SC's first strike at VIP culture: Red light on cars only for 'high dignitaries'
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Stating that the red beacons and multi-toned horns are reflective of "Raj mentality" and "an antithesis of the concept of a republic", a bench of Justices G S Singhvi and C Nagappan said their use had to be confined to constitutional authorities and others who require these for effective discharge of their official duties.
However, the term "high dignitaries" has not been defined under motor vehicle laws. The Central and state governments issue notifications periodically to specify those listed under this category. While the Supreme Court's order aims to limit this list, the appropriate governments are authorised, under law, to take the final decision.
"The use of red lights on the vehicles carrying the holders of constitutional posts will in no manner compromise with the dignity of other citizens and individuals or embolden them to think that they are superior to other people, more so, because this distinction would be available to them only while on duty and would be co-terminus with their tenure," it said.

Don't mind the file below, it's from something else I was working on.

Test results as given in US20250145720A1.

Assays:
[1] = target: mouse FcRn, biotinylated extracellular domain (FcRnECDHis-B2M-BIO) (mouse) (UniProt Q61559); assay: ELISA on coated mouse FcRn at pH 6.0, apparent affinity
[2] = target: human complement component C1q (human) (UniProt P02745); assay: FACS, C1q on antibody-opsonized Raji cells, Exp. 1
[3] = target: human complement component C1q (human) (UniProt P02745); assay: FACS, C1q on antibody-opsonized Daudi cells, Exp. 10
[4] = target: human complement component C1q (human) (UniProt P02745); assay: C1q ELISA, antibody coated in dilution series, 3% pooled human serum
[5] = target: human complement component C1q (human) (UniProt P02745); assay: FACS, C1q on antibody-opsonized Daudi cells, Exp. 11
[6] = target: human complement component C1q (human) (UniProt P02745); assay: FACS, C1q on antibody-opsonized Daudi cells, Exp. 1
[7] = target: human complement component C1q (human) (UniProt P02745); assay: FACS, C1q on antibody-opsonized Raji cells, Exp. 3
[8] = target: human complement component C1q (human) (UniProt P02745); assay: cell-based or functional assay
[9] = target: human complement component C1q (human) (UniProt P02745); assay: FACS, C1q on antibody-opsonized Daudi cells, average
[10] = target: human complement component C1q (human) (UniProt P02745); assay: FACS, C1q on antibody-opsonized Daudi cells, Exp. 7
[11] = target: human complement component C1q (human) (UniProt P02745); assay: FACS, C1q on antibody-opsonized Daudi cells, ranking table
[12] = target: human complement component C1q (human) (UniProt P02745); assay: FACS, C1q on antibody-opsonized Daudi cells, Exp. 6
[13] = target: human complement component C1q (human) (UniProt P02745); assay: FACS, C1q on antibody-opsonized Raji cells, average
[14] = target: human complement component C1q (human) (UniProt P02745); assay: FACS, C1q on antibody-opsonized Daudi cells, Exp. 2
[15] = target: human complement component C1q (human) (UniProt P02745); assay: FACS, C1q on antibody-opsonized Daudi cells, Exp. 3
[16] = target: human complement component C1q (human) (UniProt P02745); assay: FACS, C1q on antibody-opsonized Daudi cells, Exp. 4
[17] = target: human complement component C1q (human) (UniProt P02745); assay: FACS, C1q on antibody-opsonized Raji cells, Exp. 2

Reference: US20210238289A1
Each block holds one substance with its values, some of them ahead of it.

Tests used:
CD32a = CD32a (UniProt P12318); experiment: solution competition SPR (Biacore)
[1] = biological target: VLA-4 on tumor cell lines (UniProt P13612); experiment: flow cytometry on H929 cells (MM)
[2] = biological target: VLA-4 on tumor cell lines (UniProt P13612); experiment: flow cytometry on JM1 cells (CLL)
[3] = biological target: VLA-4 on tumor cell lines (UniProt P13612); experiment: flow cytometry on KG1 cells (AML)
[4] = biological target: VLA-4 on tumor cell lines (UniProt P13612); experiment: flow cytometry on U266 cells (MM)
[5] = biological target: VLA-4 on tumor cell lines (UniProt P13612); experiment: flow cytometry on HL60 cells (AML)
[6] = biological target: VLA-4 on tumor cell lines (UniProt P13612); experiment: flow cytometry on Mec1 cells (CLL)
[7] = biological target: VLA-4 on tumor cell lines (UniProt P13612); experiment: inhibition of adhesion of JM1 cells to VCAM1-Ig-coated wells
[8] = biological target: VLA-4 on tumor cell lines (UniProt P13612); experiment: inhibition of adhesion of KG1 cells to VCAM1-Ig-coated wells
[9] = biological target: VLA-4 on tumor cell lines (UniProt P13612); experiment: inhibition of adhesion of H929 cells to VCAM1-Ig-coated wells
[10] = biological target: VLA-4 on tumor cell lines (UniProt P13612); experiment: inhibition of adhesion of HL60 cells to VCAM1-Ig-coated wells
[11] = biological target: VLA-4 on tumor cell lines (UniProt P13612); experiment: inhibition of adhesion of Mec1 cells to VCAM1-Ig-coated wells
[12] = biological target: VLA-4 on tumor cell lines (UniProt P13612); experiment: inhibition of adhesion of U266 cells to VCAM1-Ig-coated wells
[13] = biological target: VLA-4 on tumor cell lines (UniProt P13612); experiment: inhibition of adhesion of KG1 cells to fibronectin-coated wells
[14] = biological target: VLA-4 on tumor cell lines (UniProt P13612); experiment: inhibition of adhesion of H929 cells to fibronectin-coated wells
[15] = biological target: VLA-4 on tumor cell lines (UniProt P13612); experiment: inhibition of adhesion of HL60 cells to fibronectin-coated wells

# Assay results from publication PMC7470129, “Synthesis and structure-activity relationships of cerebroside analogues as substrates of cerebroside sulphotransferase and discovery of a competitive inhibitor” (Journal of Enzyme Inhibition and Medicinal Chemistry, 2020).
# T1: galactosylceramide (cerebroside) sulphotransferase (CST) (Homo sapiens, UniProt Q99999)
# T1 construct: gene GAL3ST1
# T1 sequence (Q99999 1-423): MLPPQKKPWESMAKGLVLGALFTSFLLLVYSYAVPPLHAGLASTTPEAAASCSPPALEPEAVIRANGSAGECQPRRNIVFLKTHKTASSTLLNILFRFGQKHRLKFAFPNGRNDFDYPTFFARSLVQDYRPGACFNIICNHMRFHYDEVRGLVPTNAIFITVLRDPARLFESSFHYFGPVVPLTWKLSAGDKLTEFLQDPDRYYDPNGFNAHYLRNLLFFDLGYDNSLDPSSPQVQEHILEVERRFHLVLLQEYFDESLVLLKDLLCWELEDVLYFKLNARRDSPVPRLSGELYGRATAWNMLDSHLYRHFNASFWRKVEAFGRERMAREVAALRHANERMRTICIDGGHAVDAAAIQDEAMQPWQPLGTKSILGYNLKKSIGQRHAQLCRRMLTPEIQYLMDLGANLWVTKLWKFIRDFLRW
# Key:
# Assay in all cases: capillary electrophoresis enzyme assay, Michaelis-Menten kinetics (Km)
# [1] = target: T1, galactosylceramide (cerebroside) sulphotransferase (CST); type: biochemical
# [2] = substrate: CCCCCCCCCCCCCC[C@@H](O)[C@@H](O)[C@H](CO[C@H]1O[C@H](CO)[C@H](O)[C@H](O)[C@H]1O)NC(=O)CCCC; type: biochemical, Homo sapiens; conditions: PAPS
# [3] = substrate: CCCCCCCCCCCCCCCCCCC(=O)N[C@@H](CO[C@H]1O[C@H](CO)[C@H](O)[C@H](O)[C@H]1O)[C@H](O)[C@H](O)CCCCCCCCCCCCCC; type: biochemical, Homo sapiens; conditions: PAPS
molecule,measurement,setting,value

Urging the parliament to make laws for imposition of "adequate" and "deterrent" penalty for any misuse, the bench ordered the state governments to revise their lists of "high dignitaries". The state governments have been given three months to submit their revised lists. The court also gave one month for removing multi-toned horns on vehicles.
"The men in uniform; operational agencies which require unhindered access to the roads for performance of their duty; those engaged in emergency duties such as ambulance services, fire services, emergency maintenance etc, and police vehicles used as escorts or pilots or for law and order duties shall not be entitled to have red lights but lights of other colours, e.g., blue, white, multi-coloured etc," it held.
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